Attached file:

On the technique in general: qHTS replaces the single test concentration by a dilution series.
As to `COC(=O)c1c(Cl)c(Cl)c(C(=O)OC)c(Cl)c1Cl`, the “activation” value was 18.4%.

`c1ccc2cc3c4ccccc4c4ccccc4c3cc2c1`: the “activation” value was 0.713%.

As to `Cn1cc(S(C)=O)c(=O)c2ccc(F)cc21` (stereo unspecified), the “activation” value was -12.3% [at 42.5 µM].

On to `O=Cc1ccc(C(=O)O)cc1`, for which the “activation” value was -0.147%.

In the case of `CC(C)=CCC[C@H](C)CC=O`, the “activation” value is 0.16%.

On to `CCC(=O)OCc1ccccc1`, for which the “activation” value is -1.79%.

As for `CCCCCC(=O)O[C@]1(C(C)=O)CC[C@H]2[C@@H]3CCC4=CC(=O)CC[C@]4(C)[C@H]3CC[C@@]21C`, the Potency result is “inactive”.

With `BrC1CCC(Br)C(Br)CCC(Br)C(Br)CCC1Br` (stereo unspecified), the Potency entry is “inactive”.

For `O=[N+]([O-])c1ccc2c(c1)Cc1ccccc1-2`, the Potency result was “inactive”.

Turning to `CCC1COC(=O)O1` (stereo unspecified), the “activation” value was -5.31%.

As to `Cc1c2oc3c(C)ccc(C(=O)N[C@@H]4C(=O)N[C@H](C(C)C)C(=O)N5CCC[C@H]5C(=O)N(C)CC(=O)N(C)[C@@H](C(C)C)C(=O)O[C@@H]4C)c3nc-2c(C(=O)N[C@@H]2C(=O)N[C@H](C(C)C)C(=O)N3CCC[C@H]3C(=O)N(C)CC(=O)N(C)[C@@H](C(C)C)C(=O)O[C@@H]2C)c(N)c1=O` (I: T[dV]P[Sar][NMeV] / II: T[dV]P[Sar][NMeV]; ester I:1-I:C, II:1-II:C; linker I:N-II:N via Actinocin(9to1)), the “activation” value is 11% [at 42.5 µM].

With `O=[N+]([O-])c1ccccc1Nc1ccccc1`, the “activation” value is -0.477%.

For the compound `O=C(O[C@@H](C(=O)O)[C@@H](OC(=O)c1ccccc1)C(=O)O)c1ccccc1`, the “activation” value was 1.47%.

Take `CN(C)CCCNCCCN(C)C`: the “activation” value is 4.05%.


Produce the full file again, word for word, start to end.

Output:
On the technique in general: qHTS replaces the single test concentration by a dilution series.
As to `COC(=O)c1c(Cl)c(Cl)c(C(=O)OC)c(Cl)c1Cl`, the “activation” value was 18.4%.

`c1ccc2cc3c4ccccc4c4ccccc4c3cc2c1`: the “activation” value was 0.713%.

As to `Cn1cc(S(C)=O)c(=O)c2ccc(F)cc21` (stereo unspecified), the “activation” value was -12.3% [at 42.5 µM].

On to `O=Cc1ccc(C(=O)O)cc1`, for which the “activation” value was -0.147%.

In the case of `CC(C)=CCC[C@H](C)CC=O`, the “activation” value is 0.16%.

On to `CCC(=O)OCc1ccccc1`, for which the “activation” value is -1.79%.

As for `CCCCCC(=O)O[C@]1(C(C)=O)CC[C@H]2[C@@H]3CCC4=CC(=O)CC[C@]4(C)[C@H]3CC[C@@]21C`, the Potency result is “inactive”.

With `BrC1CCC(Br)C(Br)CCC(Br)C(Br)CCC1Br` (stereo unspecified), the Potency entry is “inactive”.

For `O=[N+]([O-])c1ccc2c(c1)Cc1ccccc1-2`, the Potency result was “inactive”.

Turning to `CCC1COC(=O)O1` (stereo unspecified), the “activation” value was -5.31%.

As to `Cc1c2oc3c(C)ccc(C(=O)N[C@@H]4C(=O)N[C@H](C(C)C)C(=O)N5CCC[C@H]5C(=O)N(C)CC(=O)N(C)[C@@H](C(C)C)C(=O)O[C@@H]4C)c3nc-2c(C(=O)N[C@@H]2C(=O)N[C@H](C(C)C)C(=O)N3CCC[C@H]3C(=O)N(C)CC(=O)N(C)[C@@H](C(C)C)C(=O)O[C@@H]2C)c(N)c1=O` (I: T[dV]P[Sar][NMeV] / II: T[dV]P[Sar][NMeV]; ester I:1-I:C, II:1-II:C; linker I:N-II:N via Actinocin(9to1)), the “activation” value is 11% [at 42.5 µM].

With `O=[N+]([O-])c1ccccc1Nc1ccccc1`, the “activation” value is -0.477%.

For the compound `O=C(O[C@@H](C(=O)O)[C@@H](OC(=O)c1ccccc1)C(=O)O)c1ccccc1`, the “activation” value was 1.47%.

Take `CN(C)CCCNCCCN(C)C`: the “activation” value is 4.05%.